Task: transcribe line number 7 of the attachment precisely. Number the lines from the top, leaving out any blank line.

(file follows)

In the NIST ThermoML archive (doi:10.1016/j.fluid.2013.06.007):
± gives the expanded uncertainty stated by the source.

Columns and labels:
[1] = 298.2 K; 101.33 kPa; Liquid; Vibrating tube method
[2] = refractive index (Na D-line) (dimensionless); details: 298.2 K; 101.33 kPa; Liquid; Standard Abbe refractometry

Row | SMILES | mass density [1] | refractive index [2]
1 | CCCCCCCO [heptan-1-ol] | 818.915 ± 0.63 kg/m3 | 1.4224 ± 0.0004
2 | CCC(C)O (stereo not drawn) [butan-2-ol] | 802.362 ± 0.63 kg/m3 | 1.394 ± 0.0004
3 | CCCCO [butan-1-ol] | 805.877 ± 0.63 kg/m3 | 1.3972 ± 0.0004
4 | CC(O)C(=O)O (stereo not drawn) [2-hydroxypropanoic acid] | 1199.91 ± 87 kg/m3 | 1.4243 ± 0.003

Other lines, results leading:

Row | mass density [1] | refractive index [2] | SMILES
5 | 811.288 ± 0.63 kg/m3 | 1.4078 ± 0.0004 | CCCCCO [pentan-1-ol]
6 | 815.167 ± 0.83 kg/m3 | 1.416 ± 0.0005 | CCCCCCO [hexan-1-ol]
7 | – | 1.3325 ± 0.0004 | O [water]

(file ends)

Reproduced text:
1 | CCCCCCCO [heptan-1-ol] | 818.915 ± 0.63 kg/m3 | 1.4224 ± 0.0004